Mourning his dead child, a haunted Vietnam War veteran attempts to uncover his past while suffering from a severe case of dissociation. To do so, he must decipher reality and life from his own dreams, delusions, and perceptions of death.
Jacob Singer is trying to make sense of his fractured life and memories. Plagued by hallucinations, flashbacks, and conspiracies, he struggles down a path to enlightenment from these manic strains. With nothing but support from friends and loved ones will he be able to push through the haze of his PTSD.
Served as a major inspiration to the early games in the Silent Hill (1999) video-game franchise. See more »
The subway train Singer gets off of is marked as the "C" train, heading out to Rockaway Park. It never served the Bergen St. Station. However, the original script called for the station to be the Nostrand Ave. Station, which would have been factually correct. Also conspicuously absent from the train is graffiti, common to the subways of that era. See more »
What's it say?
[Reading the thermometer]
Oh my God! I'm calling the Doctor!
What's it say?
It's gone to the top!
[On the phone]
Hello Dr. Forest! I'm so sorry to bother you! This is Jezzie Pimpkin up in 14G! I just took Jake's temperature and it's up to 106, could that be right?Oh my God!
[gets off the phone and starts running a bath]
Get out of bed!
I can't! I'm FREEZING!
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The credits roll over a grainy black and white photo of Gabe and Jacob crossing the street together. See more »
After initial test audiences reported that the film was overwhelming, director Adrian Lyne cut out twenty minutes of material, almost all of which came from the last third of the film. Four major sequences were removed after Jacob first meets Michael; a scene where Michael gives him an antidote for the Ladder, a scene where Jacob thinks he is cured but turns out not to be; a scene where he goes to Michael's apartment and finds Michael decapitated; and a scene just prior to his final meeting with Gabe, where he meets Jezzie, who shows her true form. See more »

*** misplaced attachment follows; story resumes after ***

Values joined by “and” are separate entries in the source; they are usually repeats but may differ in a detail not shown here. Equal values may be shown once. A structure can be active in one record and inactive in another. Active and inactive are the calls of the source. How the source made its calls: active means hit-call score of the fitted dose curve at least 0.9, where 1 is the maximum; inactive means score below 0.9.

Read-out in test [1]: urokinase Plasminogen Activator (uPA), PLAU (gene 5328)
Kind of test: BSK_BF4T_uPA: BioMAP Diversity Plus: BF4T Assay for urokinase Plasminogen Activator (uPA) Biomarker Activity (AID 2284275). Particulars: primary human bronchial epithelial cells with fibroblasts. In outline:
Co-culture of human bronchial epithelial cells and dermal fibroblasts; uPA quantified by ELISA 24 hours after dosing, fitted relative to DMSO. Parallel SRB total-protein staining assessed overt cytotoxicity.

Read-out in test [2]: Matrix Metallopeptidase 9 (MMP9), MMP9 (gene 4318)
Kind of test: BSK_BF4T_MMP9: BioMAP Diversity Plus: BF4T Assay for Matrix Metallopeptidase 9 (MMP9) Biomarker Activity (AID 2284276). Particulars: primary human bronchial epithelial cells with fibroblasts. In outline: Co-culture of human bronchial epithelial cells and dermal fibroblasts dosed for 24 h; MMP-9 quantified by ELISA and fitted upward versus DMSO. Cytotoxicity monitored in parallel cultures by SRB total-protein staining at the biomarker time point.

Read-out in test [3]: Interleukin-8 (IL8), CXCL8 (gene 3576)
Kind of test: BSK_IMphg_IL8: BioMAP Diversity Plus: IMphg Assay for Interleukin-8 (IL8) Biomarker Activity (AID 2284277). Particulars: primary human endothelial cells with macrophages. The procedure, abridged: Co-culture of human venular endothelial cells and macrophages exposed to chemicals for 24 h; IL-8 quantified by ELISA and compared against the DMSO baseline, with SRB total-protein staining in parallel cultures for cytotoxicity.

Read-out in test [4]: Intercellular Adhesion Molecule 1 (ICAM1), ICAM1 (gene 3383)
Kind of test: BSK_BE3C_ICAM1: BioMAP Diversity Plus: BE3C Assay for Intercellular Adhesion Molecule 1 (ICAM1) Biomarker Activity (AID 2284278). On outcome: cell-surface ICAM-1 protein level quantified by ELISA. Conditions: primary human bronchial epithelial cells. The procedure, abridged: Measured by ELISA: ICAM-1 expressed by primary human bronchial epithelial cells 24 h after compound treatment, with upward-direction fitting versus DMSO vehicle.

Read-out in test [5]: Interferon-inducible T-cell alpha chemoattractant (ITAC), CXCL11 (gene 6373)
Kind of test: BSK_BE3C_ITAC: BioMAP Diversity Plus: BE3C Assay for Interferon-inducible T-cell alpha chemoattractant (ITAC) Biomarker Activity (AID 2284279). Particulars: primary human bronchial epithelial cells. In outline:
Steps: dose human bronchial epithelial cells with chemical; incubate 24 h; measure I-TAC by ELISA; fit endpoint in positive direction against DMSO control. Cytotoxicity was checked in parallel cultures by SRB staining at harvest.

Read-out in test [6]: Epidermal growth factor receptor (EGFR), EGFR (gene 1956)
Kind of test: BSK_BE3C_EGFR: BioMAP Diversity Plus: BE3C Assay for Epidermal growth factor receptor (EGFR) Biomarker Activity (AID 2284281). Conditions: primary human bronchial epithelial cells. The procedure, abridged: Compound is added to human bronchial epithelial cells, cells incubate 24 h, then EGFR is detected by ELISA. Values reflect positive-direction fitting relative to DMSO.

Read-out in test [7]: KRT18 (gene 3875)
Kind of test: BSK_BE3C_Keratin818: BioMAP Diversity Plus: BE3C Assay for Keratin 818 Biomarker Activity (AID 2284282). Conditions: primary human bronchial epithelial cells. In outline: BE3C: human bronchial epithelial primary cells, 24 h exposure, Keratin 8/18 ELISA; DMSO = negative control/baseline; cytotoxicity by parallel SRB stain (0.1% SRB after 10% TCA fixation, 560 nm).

When movies have something to say they (can) become great movies. Jacob's Ladder is one such movie.
A Thriller/Film-Noir that sets a standard for the genre, it deals with metaphysical enquiries of the most profound there can be: Life, Death, War, Peace, the World outside and inside one's self, Heaven and Hell, Torment and Redemption.
Above all things, it's a voyage through a man's perspectives upon the Past and his Present, through his life and his personal fears and sorrow.
The acting is superb; the general mood is dark and sad with a lot of eeriness and yet strangely peaceful at times.
The viewer will feel the main character's (Jacob Singer) confusion and sympathise with his personal cause.
The Sound Track is beautiful and fits quite well with the general imagery and feeling throughout.
The dialogues are meaningful (specially between Jacob and Louis, his chiropractor), which (sad to say) has become a rarity in movies nowadays.
Get the movie, get the Extras and enjoy this Gem.
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